So we knew that project needed to be done, so we had started on it as soon as I got into office. The pandemic hit, and we were not able to continue with that because you can’t fix an airplane when it’s in the air. So we had to turn our attention to patching up what we had and getting through the incredible amount of applications that we received.

No doubt, there were lots of glitches, because not only did the number of applications just soar from having been at the lowest rate in the history of the state to astronomically beyond the highest number for the state.

Add on top of that, those federal enhancement programs were terrific for people, but a nightmare for states, particularly states with antiquated systems like Kansas, to implement. Every time the federal government would create a new unemployment program and hand it off to all 50 states to implement, all 50 states had to create platforms to be able to administer that. That takes months.

There were a whole lot of things that played into all of those glitches. Yes, we have worked very diligently to remove those barriers and to be responsive. We had 20 people on telephones in the call center when the pandemic hit. We now have over 650. So we have really ramped up our response team.

And, quite honestly, the numbers have shrunk significantly. There are still some who are caught up in the system, but far fewer.

Johnson County has one of the highest vaccination rates in the state. Should we be worried about our neighboring counties’ low vaccination rates?

I know that the health officials in Johnson County and in Wyandotte County, and then going south to Crawford County are vigilant. They are very aware of what is just across the border. I think they’re doing what they can to make sure that they get these vaccines to their people to protect them from what can come across the border.

Unfortunately, some of it already has — particularly in the southeast portion of the state —and we’re working with them to ensure that we get those vaccines out and get them into arms as quickly as we possibly can. I would encourage people in your area who have not been vaccinated yet to get vaccinated as soon as possible.


Kelly said the state is working with local public health departments to ensure students stay in the classroom this fall. Above, masked middle schoolers at Mill Creek last school year. Photo courtesy USD 232. File photo.

Again, with the Delta variant of the novel coronavirus on the rise, do you foresee schools needing additional restrictions in place when school starts? What do you think parents can expect this fall?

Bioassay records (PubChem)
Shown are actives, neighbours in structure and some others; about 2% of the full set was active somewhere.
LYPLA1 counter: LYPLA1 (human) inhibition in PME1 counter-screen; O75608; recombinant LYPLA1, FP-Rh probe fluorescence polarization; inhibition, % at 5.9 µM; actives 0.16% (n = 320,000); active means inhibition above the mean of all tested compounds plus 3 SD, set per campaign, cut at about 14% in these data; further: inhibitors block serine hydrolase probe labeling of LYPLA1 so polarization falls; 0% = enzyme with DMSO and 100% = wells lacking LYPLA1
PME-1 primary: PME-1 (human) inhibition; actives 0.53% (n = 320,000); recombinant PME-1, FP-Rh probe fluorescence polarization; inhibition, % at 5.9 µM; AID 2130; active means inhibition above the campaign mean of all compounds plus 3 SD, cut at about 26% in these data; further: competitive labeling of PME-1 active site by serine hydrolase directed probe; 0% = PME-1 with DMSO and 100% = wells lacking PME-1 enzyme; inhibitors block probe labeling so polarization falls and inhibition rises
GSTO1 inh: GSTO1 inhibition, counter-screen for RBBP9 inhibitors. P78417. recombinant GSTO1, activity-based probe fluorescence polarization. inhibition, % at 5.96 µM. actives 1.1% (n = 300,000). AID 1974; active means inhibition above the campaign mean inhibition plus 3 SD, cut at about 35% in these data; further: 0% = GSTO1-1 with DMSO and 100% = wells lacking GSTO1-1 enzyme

I know that all of our school districts are working now to set up the protocols that they will have in place for kids coming back in the classroom next month. But I also think that they are keeping their eye on the variant in particular and will modify protocols should the need arise.

Again, our health officers are working with our local public health departments who have been working with our school districts to ensure that everybody has what they need to make school as safe as it possibly can be.

Everybody wants kids back in the classroom full time, with a teacher at the head of the class actually teaching face to face. So we’ll do everything we can to ensure that that happens, including again, hosting vaccination clinics in our schools. Right now, we can vaccinate 12- to 18-year-olds, and our school districts will be having those clinics set up in the hopes of getting as many kids as possible vaccinated.

We’re starting to talk about the history of the Shawnee Indian Mission in Fairway. How can we agree on our history as a state? How are we able to have some of these tough conversations about our history as a community, without being divided? How would you like to see our local communities and schools approach this?

I’m a big believer in teaching the facts, and I believe that that’s what’s been happening in our schools. It doesn’t mean that new facts don’t come to light. And when they do, I fully trust that our school districts and our state board of education will incorporate those facts into our curriculum.

I think we just have to continue to have openness and transparency and ongoing dialogue. But I also think we have to be realistic enough to know that there are external forces out there who will continue to work to make the division even deeper.

I think by sticking to the facts, sticking to what’s real, will it end the divisiveness? No, probably not. But hopefully, it will ensure that what’s getting taught is based on reality and facts, and not political ideologies or convenience.